Binay, Poe, and Santiago want tax reforms while Roxas remains a skeptic
The four presidential aspirants reveal their stance on lowering taxes.
(SPOT.ph) 2016 presidential aspirants Vice President Jejomar Binay, Mar Roxas, Sen. Grace Poe, and Sen. Miriam Defensor-Santiago discussed some of their platforms in the presidential forum hosted by the Philippine Chamber of Commerce and Industry on October 27. One of the main topics was tax reformation. Roxas is the only candidate who expressed apprehension in lowering taxes, while the other three are in favor.
Binay said he fully supports lowering personal and corporate tax. “We are the second highest sa income tax returns. Ang nangyayari diyan, you are depriving our kababayans the money they can consume. Kasi mataas ang income tax returns. Ang ating income tax returns [is] 32 percent na. Number 2 is it has come to a point, na yung those receiving P500,000 ay kaparehas na lamang ng binabayaran ng mga well-to-do, ng mga millionaires,” he said.
Santiago said that the Philippine tax system should be updated to reflect the country’s inflation. “The Philippine tax system is 20 years old. It needs to be overhauled. But major tax reforms are best done at the start of each administration when the President has the clear mandate from the voters. I promise to reform it within six months of my administration,” she said.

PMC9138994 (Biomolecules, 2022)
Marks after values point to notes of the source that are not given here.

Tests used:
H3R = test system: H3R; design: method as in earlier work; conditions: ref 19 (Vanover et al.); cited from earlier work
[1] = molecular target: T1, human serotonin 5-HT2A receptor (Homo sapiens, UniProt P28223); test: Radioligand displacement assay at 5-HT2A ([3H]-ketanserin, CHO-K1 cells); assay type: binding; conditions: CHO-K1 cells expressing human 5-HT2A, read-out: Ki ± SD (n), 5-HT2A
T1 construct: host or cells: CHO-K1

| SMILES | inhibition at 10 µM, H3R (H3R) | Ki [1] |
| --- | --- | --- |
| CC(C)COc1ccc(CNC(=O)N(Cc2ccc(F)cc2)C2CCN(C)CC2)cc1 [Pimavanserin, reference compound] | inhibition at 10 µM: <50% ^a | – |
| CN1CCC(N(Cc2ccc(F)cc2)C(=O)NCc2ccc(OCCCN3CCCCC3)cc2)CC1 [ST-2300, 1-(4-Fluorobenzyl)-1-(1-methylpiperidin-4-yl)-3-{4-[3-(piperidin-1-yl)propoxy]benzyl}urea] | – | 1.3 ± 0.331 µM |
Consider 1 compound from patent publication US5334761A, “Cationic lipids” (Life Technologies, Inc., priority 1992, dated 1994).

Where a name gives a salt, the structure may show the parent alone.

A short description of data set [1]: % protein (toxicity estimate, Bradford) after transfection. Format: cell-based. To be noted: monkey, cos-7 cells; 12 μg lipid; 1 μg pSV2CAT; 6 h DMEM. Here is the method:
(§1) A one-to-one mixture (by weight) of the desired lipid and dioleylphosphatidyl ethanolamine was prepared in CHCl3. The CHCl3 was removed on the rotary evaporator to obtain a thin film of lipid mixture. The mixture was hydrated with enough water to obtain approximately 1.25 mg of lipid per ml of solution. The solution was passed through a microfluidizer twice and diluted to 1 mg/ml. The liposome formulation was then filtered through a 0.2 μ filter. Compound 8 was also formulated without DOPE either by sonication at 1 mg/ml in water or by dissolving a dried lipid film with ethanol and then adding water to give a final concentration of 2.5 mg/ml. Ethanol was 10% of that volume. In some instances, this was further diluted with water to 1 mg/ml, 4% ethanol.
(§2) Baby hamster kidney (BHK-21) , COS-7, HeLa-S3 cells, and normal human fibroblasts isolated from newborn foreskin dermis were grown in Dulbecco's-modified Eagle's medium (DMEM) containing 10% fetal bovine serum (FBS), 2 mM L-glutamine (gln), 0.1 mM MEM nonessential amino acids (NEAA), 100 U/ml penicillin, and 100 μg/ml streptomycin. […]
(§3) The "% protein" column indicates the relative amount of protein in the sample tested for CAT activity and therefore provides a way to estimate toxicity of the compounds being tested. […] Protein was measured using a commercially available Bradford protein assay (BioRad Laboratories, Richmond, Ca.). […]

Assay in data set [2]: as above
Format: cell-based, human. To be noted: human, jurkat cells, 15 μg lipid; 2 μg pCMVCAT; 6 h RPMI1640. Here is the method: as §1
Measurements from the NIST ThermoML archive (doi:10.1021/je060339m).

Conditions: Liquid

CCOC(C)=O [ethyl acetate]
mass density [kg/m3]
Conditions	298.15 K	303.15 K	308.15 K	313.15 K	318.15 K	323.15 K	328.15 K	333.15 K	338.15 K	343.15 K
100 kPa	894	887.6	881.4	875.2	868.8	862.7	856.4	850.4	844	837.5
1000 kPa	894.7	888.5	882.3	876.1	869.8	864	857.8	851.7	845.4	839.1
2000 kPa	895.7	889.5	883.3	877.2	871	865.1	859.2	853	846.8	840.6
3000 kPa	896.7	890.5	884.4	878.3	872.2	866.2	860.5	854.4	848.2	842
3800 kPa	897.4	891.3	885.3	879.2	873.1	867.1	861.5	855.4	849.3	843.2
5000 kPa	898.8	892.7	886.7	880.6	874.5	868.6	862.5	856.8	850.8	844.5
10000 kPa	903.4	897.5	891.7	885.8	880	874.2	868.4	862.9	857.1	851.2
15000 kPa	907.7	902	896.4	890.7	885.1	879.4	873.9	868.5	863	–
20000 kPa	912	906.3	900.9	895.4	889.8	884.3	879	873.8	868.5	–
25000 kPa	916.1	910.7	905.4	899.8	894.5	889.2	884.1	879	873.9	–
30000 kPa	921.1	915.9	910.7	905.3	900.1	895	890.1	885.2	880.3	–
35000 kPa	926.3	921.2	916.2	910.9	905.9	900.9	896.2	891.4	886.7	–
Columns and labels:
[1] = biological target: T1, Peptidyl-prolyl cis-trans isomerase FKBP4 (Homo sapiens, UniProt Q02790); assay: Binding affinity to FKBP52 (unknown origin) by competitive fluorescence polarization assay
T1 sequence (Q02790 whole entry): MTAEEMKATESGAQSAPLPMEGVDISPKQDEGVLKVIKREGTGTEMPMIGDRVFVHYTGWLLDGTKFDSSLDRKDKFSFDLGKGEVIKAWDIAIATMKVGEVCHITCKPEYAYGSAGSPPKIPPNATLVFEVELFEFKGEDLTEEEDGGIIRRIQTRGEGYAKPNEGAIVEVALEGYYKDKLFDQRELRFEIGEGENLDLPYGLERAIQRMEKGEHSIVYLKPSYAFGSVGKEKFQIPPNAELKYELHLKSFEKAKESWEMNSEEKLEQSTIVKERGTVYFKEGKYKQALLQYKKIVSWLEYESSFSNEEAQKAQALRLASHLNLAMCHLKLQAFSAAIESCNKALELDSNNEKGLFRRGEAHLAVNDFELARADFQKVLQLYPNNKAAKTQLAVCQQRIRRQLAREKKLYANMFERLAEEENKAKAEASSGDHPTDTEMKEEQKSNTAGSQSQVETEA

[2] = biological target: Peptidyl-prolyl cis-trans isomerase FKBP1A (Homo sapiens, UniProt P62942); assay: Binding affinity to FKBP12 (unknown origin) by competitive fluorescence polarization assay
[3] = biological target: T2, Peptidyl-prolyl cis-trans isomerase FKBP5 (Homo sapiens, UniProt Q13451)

Poe also plans to reduce tax payments. “We’re one of the highest tax countries in Asia. Government has spent P600 billion since 2011 and reducing taxes would only take away P30 billion. I don’t think any programs in government would be cut because of this,” Poe said. “When they say ‘What programs will we cut?’ we don’t even have to cut programs. We just have to be more efficient in being able to roll out our projects so that more opportunities will be created,” she added.
As for Roxas, he said that the government is open to lowering taxes. However, he cited that making such a move differentiates the “serious people who are in the government” from “those with no responsibility.” He said that the situation must be assessed thoroughly as reforming the tax system will reduce the quality of services and infrastructure. “I’m not putting up this argument to say I’m not for it (lower income tax) but this requires a very sober discussion. Frankly, it shouldn’t be discussed in the heat of political elections,” said Roxas. “Kung papogihan lang ito, ‘wag na tayo mag-income tax, diba?” he added.
Photo from Inquirer.net